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Showing posts with the label great gildersleeve

He’s A Pretty Nice Fellow, Too "By Willard Waterman NBS Radio’s ‘Great Gildersleeve’"

He’s A Pretty Nice Fellow, Too By Willard Waterman NBS Radio’s ‘ Great Gildersleeve ’ I’m Willard Waterman but most everybody thinks I’m Throckmorton P. Gildersleeve. The character I portray on NBC’s “ The Great Gildersleeve ” radio show. But honest I’m not the blustering Water Commissioner of Summerfield. Really, I’m not pompous and stuffy. Believe me. I don’t argue with neighbors and the Jolly Boys . Assuredly I’m not a predatory bachelor whose romances never seem to bloom into marriage. Actor, Husband, Father I’m just plain Willard Waterman , actor, husband and father. In faot, it occurs to me that maybe you know all about the mythical Gildersleeve , so maybe you’d like to know something about the actual Waterman. Even if you don’t want to know about the actual Waterman, here it is: I was born in Madison, Wisconsin, in August, 1914. I grew at the rate of a year every 12 months and then, when I was in high school. I got my first break in radio. I was singing

Hollywood News By JACK QUIGG

WEDNESDAY AFTERNOON, JULY 11, 1951              Times-Daily Hollywood News By JACK QUIGG (For Bob Thomas) HOLLYWOOD, (AP), -- Silence is golden, especially if you can keep mum as artfully as Gale Gordon . Mr. Gordon, a handsome, fortyish gentleman with a Clark Gable moustache and the trace of a British accent, earns as much as a lot of movie stars simply by keeping his mouth closed—at the right time. One of Hollywood ’s top radio actors he is known in the trade as “The Master Of The Eloquent Pause.” If you don’t quite place his name, you undoubtedly know him by voice if you’re any kind of radio fan—he appears regularly on seven big network programs. Gordon is: Mayor Latrivia on the “ FibberMcGee and Molly ” show: back president Rudolph Atterbury on “ My Favorite Husband ”; school principal Osgood Conklin on “ Our Miss Brooks ”; Mr. Scott, head of RCA, on the Phil Harris-Alice Faye show ; Mr. Merryweather, Ronald Colman ’s rich friend on “ Halls Of Ivy ”;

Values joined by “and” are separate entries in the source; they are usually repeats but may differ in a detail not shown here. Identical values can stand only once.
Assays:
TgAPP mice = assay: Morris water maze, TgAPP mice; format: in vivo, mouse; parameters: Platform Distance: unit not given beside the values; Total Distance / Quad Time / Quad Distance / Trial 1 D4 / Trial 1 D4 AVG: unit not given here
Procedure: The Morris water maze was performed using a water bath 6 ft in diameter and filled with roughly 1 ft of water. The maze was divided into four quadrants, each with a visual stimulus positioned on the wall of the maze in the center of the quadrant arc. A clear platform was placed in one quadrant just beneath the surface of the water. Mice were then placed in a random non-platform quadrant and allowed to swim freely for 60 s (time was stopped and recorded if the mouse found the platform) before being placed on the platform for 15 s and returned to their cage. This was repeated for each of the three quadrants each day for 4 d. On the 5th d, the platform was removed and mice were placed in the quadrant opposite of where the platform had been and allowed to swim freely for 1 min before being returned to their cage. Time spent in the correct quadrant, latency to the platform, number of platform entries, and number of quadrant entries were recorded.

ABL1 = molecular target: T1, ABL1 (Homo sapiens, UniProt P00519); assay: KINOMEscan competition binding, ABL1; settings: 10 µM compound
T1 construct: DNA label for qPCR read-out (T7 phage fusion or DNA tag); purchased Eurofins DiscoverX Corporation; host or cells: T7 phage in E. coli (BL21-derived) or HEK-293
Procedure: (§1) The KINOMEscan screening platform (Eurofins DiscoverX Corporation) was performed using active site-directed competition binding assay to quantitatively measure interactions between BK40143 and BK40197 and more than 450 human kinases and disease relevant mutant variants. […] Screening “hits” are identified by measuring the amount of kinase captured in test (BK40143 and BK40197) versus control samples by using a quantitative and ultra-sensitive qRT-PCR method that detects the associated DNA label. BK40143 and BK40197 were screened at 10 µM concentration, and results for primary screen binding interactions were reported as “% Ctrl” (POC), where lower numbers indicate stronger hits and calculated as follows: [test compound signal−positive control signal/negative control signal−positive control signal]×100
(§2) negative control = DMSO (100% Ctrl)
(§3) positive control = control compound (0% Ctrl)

The Great Gildersleeve

Basic Stats Concept: Situation Comedy, Spin-Off from " Fibber McGee and Molly ". A pompous bachelor takes domestic charge of his young niece and nephew in the fictional town of Summerfield. 30-minute episodes. Aired: On NBC Red Network, Sundays at 6:30 PM, later, Wednesdays 8:30 PM. From 8/31/41 - 6/2/54 Program Sponsor: The Kraft Food Company Main Characters/Players: Throckmorton P. Gildersleeve played by Harold Peary , and later Willard Waterman Marjorie Forrester played by Lurene Tuttle , and later Louise Erickson Leroy Forrester played by Walter Tetley Birdie Lee Coggins played by Lillian Randolph (with sister Amanda Randolph filling in) Judge Horace Hooker played by Earle Ross Richard Peavey played by Richard LeGrand Floyd Munson played by Arthur Q. Bryan Radio Show History Actor Harold Peary was a much appreciated talent on the old Harold Peary radio series, "Fibber McGee and Molly". Over the course of time, he played a number of different characters, like a

Gildy Counts Ten